Note that we have a different type: the method signature that we want is no arguments and returning
Number , but Function is an interface whose only method has a signature with a single argument, and so
we need a different interface to represent this different signature. 4 For lambdas without arguments, the
functional interface is Supplier : the name was picked because they are used to supply values without
needing any input.
It is also possible to have multi-argument lambdas. At this point, the syntax should be predictable: we
will again use parentheses to demarcate the argument list, and we will again use type inference to specify
our types. An example of a two-argument function (called a bifunction ) is given in Listing 2-9. The functional
type for these kinds of methods is BiFunction . Java's SDK does not contain support for lambdas with more
than two arguments, because you really shouldn't be using lambdas for that kind of complex case. If you
really want to have a lambda with lots of arguments, see “Lambdas as Interface Implementations” below
for how to handle that case. It is also worth noting that you cannot use varargs (e.g., String... strings )
as a lambda argument type: you have to treat the varargs parameter as an array. This sad fact is due to an
unfortunate limitation in Java's type system. 5 The good news is that there are limited cases when you need
to have three or more arguments or varargs: zero-, one-, and two-argument functions handle most of your
cases. Streams (covered in the next chapter) and currying (covered in the next subsection) provide for almost
all these cases.
Listing 2-9. String Concatenation Bifunction
BiFunction<String, String, String> concat = (a, b) -> a + b;
Partial Function Application and Mr. Curry's Verb
Every culture and subculture has its own language that identifies members of the tribe. One of the weird
tribal codewords in the functional programming tribe is “currying,” which is a verb coined after the logician
Haskell Curry. To understand what it means to curry a function and why one might want to do it, let's start in
another place: partial function application.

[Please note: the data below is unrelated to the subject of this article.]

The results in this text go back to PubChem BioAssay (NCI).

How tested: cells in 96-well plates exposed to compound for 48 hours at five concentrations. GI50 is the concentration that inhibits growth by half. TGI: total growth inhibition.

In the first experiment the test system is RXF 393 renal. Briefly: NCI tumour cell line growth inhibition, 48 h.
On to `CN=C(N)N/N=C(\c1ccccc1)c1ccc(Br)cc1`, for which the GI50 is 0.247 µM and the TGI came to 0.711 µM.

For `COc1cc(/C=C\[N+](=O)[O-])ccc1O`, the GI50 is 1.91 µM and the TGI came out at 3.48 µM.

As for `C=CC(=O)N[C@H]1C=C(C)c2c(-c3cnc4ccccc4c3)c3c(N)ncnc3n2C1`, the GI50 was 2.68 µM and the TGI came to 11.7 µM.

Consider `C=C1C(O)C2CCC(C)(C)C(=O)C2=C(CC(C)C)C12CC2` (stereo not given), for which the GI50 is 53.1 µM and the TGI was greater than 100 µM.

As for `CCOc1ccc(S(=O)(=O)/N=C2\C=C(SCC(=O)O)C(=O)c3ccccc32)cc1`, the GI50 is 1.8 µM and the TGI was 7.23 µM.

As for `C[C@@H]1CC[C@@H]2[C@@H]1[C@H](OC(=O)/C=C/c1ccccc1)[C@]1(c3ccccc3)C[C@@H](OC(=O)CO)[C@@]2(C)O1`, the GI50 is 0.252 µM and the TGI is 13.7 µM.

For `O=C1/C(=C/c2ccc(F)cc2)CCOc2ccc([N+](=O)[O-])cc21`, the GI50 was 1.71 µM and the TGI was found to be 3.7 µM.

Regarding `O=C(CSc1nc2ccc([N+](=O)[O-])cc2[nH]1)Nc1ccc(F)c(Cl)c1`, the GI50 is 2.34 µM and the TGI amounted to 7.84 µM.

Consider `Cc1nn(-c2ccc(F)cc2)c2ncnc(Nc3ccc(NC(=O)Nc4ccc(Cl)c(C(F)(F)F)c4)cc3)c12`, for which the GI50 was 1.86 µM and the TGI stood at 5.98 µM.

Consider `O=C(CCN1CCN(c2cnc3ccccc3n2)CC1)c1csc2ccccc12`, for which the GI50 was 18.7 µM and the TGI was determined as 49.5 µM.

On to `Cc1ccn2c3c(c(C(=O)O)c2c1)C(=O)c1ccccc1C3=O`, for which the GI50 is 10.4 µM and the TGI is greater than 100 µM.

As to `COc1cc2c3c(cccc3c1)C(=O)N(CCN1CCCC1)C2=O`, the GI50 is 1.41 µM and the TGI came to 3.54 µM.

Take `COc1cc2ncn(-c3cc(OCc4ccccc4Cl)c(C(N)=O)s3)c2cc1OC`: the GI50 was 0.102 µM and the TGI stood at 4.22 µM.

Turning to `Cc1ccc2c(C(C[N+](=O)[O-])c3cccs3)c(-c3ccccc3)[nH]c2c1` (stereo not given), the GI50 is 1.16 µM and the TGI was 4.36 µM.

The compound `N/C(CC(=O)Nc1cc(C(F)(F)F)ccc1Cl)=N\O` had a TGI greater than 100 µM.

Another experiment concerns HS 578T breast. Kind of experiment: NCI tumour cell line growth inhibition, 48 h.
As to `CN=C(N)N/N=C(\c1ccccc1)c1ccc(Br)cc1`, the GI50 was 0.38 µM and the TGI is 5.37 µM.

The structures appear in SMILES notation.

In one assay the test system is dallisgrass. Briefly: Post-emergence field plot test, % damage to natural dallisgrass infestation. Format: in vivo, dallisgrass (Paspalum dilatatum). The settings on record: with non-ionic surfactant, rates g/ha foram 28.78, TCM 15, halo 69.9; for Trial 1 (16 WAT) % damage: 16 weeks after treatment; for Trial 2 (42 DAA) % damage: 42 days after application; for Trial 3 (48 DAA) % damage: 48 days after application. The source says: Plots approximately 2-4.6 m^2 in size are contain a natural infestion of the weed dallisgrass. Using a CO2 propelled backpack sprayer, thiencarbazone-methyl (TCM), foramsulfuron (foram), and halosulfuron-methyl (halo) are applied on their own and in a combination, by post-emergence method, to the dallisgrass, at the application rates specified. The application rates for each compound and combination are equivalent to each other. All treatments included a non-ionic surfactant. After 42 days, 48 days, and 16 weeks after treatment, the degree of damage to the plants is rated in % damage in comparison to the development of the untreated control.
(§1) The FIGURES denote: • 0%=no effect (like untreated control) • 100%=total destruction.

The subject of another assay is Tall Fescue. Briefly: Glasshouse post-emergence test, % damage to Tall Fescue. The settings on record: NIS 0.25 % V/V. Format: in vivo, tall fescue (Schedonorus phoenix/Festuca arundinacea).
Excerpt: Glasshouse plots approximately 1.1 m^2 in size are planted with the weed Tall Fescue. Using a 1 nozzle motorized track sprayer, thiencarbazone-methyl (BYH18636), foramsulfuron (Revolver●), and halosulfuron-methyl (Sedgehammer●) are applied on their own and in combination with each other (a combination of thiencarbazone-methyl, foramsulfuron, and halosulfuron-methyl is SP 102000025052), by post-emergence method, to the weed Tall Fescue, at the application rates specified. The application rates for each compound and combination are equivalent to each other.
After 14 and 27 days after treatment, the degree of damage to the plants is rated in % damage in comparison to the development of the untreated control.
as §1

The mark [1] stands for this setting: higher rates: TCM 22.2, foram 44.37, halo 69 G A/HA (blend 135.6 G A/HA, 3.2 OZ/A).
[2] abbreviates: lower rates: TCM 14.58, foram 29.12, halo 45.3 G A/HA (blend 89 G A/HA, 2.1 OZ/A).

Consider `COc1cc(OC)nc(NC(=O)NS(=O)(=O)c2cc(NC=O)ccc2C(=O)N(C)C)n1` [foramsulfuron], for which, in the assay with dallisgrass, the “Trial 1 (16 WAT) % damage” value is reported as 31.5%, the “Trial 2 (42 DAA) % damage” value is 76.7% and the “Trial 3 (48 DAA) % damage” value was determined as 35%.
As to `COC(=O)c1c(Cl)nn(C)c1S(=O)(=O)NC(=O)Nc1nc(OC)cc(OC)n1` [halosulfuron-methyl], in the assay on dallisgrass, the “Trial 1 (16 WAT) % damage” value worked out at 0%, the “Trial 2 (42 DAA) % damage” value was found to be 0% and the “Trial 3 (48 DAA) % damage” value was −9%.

Partial function application is exactly what it says it is: the application of part of a function. Consider,
for instance, the string concatenation bifunction given in Listing 2-9. What if you wanted to concatenate the
same thing to the front of a number of strings? Repeating yourself is one of the cardinal sins of programming
(“DRY”), and passing the same argument in over and over and over again is certainly repeating yourself.
What you want is a version of the bifunction with the first argument fixed to a certain value. Fixing that first
argument is called “applying” the argument, and since you're only fixing the first of two possible arguments,
the application is “partial.” In Listing 2-10, we demonstrate what we are doing when we do partial function
application: we are creating a Function that applies a fixed first argument to a BiFunction . The resulting
Function can then be applied over and over again to multiple arguments. In Listing 2-11, we see how this
is implemented: although Java does not provide a built-in partial function application method, it is simple
to write one. We simply accept the bifunction that we want to apply along with the first argument, and then
return a function that calls back to that bifunction with the first argument already set.
4 This is one of the places where Java is decidedly not a functional language: function types are still communicated via
interfaces, instead of being intrinsic within the language itself.
5 Some people claim that vargargs in lambdas are unnecessary, and that attempting to use them is a sign that you are doing
and the places where it is directly used.